Walter J. Biggs’s Sketches and Memorabilia

  • Dog Sketch
    Dog Sketch

    This pencil sketch of dogs is included in a notebook kept by the Virginia-born artist Walter Biggs. The popular illustrator lived full-time in New York City, but in 1921 he had a studio built behind his mother's house in Salem for use during his frequent visits. He kept notebooks with sketches like this one of the local people and sights in the Roanoke Valley.

  • Woman in a Chair
    Woman in a Chair

    The seated woman in this sketch is probably Annie Southall Biggs of Salem, the mother of the artist Walter Biggs. Known as "Mother Biggs" to the local Roanoke College students, she took in some of the students as boarders and chaperoned their dances. In 1921 Walter Biggs, who lived full-time in New York City, had a studio built behind his mother's house for use during his frequent visits. He kept notebooks with sketches like this one of the local people and sights in the Roanoke Valley. 

  • Figures inside a Room
    Figures inside a Room

    An unfinished sketch by the Virginia-born artist Walter J. Biggs depicts several figures inside a room. In 1921 Biggs, who lived full-time in New York City, had a studio built behind his mother's house in Salem for use during his frequent visits. He kept notebooks with sketches like this one of the local people and sights in the Roanoke Valley.

  • Rose Tie
    Rose Tie

    This Arrow silk tie, probably from the 1950s, is embellished with a painting of a rose. Walter Biggs, a Virginia-born artist who became a well-known illustrator in New York City, painted this tie and gave it to a member of a Salem men's club devoted to the cultivation of roses. This tie is part of the Walter Biggs collection of art and memorabilia at the Roanoke College Archives in Salem.

  • Unidentified Portrait
    Unidentified Portrait

    This portrait by the Virginia-born illustrator Walter J. Biggs is of an unidentified young woman. The artist used a combination of pastels, watercolor, charcoal, and graphite to make the image. In 1921 Biggs, who lived full-time in New York City, had a studio built behind his mother's house in Salem for use during his frequent visits. He kept notebooks with sketches like this one of the local people and sights in the Roanoke Valley.

In 1919 Biggs moved to an apartment on the top floor of a building on West Sixty-Seventh Street between Central Park West and Columbus Avenue. By the 1930s that city block had become a haven for writers and artists, and Biggs was among those mentioned by the syndicated columnist Oscar Odd McIntyre in a piece that compared the area to Paris’s Latin Quarter. In 1921 Biggs had a studio built behind his mother’s house so that he could work during his frequent visits to Salem. He filled his notebooks with sketches of the Roanoke Valley’s people and places for use in his illustrations. On August 4, 1923, he married one of his models, Mildred Armstrong, but by 1937 the childless marriage had ended in divorce.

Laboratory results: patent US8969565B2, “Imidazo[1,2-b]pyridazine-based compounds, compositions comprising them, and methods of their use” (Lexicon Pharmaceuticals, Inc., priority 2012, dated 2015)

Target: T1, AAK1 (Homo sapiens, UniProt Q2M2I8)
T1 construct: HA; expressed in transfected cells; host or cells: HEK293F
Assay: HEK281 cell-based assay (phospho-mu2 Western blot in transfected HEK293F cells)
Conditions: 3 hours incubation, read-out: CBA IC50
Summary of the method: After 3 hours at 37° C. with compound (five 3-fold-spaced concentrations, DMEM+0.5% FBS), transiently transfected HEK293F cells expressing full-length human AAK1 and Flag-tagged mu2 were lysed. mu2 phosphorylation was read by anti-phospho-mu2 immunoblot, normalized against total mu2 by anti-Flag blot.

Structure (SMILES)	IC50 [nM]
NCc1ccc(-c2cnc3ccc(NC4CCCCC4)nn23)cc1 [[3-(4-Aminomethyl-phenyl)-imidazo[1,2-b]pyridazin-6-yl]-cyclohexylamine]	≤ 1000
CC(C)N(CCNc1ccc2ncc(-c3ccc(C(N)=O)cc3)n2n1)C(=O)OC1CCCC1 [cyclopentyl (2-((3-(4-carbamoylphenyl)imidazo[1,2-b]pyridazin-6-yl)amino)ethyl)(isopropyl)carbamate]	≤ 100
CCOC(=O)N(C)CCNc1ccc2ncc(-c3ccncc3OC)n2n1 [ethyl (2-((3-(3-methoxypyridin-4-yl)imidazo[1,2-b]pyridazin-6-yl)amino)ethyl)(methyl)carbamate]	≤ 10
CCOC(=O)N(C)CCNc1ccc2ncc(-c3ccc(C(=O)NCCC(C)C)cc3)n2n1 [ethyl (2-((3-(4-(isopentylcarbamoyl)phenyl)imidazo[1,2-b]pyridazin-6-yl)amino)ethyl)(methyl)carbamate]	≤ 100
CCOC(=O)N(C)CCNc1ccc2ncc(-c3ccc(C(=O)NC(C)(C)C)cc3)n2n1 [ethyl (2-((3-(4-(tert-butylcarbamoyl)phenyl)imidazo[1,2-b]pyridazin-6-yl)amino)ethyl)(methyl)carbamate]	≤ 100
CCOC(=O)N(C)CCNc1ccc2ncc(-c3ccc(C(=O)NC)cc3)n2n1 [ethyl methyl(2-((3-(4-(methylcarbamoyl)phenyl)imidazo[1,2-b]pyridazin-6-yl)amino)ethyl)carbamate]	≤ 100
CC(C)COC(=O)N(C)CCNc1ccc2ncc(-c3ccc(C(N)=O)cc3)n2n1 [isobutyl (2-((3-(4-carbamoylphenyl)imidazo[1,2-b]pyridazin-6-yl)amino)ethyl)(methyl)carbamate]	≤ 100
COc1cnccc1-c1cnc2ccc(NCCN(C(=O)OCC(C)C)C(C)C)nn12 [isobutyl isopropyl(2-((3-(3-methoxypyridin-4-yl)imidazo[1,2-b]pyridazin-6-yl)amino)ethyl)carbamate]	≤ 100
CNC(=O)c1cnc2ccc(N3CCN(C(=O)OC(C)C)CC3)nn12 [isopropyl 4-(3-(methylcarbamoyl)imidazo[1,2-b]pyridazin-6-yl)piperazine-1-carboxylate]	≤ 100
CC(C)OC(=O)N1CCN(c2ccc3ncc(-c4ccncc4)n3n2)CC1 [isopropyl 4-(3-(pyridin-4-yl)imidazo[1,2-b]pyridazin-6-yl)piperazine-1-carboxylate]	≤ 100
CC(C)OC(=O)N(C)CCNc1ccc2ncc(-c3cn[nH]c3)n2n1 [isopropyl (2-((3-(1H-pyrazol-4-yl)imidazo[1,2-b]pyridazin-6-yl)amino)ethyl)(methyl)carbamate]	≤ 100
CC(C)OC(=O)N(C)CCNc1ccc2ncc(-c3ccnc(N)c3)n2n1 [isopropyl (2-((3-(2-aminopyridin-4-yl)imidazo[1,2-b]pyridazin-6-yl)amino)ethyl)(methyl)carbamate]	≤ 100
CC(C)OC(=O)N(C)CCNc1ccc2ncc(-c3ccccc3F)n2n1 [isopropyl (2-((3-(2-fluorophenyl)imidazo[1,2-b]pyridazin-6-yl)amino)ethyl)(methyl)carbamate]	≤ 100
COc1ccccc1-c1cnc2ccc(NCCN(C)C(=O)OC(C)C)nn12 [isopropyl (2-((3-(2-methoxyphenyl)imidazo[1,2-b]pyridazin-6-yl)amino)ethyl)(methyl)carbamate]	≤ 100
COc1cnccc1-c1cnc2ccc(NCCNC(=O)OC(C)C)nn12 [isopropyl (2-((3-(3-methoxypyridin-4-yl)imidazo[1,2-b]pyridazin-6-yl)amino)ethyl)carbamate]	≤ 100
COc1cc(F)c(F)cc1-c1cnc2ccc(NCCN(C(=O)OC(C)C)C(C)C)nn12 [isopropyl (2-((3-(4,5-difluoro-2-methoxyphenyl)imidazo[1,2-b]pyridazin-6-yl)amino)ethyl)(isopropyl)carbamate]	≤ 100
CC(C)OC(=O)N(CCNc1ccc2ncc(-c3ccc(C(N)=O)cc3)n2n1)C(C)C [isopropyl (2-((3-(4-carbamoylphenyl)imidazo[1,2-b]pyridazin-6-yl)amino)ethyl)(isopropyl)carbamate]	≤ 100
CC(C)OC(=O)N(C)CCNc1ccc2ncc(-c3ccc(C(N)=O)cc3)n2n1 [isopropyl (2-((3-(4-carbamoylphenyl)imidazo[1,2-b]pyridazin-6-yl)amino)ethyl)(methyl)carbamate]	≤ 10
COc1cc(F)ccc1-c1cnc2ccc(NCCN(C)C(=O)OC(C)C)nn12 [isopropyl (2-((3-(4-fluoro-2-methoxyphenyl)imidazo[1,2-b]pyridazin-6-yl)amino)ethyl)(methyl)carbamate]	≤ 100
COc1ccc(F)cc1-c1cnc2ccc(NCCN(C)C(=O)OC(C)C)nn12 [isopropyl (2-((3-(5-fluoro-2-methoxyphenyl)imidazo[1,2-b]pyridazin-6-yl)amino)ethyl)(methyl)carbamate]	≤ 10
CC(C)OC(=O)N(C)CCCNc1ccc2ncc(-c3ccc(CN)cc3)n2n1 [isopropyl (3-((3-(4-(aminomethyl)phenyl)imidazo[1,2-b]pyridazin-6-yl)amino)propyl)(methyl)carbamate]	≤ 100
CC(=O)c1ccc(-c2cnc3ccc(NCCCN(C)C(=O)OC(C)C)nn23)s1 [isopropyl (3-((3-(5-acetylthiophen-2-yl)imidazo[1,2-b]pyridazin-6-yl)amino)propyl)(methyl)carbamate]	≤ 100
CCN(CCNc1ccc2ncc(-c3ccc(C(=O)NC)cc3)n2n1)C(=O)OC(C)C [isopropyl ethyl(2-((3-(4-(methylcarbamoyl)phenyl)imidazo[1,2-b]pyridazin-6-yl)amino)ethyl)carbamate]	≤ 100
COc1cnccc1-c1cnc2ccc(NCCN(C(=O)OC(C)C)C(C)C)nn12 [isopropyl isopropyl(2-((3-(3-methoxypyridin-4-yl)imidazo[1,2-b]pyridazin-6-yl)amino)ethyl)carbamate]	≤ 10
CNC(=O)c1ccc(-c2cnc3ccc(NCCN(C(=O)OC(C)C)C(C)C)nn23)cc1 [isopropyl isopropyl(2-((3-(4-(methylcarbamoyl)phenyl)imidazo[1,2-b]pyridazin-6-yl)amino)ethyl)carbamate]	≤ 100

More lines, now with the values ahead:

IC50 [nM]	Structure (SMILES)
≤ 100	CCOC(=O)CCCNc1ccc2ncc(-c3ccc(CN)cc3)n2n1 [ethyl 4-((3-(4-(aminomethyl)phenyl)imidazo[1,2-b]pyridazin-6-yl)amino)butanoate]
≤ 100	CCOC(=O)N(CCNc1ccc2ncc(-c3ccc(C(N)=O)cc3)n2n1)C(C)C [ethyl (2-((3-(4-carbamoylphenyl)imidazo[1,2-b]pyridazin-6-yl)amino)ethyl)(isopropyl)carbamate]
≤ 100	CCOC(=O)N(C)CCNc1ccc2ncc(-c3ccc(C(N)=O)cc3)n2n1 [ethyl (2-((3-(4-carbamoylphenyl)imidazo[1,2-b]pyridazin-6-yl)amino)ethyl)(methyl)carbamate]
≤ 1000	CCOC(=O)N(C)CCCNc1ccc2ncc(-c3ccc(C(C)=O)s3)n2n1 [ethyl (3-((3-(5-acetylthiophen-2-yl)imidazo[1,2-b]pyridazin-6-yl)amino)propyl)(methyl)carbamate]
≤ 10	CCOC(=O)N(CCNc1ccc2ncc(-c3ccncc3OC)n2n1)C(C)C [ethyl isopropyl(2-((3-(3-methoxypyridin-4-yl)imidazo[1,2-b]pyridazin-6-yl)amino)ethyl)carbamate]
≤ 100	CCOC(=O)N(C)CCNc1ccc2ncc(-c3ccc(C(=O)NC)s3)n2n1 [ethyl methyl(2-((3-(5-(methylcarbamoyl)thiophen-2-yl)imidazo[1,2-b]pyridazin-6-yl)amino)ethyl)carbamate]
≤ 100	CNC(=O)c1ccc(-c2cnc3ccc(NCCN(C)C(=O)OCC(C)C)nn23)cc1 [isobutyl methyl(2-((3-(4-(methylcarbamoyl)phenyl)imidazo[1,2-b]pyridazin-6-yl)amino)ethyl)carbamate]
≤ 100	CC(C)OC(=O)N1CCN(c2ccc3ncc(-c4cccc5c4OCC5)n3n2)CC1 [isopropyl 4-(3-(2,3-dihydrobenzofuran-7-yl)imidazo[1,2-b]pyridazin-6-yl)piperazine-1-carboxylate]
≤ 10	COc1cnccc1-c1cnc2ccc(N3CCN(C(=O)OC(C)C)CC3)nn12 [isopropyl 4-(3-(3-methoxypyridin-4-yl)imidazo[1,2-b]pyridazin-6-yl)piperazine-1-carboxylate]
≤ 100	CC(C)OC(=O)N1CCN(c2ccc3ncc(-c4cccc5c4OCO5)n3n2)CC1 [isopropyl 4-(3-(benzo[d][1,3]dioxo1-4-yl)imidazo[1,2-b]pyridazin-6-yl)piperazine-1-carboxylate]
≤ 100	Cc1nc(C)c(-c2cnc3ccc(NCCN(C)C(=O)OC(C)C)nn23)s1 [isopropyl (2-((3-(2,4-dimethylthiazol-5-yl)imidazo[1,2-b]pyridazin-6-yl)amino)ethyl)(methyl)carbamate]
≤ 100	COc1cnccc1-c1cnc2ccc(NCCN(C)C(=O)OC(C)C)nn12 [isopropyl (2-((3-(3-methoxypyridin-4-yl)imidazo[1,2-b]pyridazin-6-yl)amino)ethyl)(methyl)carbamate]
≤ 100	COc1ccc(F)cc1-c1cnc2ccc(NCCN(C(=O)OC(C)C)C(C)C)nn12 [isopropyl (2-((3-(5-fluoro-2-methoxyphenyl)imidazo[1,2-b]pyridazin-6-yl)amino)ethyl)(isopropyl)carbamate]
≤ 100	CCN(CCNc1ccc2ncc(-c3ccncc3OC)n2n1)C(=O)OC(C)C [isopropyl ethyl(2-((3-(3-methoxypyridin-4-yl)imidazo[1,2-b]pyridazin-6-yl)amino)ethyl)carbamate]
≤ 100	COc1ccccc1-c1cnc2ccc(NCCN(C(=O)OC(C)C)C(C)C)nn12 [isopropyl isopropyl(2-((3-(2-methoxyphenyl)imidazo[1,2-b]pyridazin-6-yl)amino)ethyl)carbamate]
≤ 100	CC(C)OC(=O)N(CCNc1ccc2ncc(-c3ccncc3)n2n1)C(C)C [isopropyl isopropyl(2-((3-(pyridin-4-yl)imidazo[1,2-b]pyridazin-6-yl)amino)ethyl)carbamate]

During the 1920s and 1930s Biggs acquired a national reputation as a leading illustrator. His romantic, impressionistic style, the beauty and artistic quality of his palette, and his mastery of images of the American South impressed the art editors of major magazines. He also became a popular advertising artist, portraying products of major manufacturers in engaging settings that appealed to readers of mass magazines. Biggs’s work appeared in nearly all of them, including Cosmopolitan Magazine, Ladies’ Home Journal, McCall’s, Saturday Evening Post, Scribner’s, and Vogue. He also illustrated an Ellen Glasgow story in the December 1924 issue of Woman’s Home Companion. By the mid-1940s Biggs had put aside oils in favor of the spontaneity of watercolor, using a minimum of water to work the paint and draw out detail, one of his trademarks. Biggs’s illustrations rank with those of Howard Chandler Christy and N. C. Wyeth and have achieved the stature of fine art.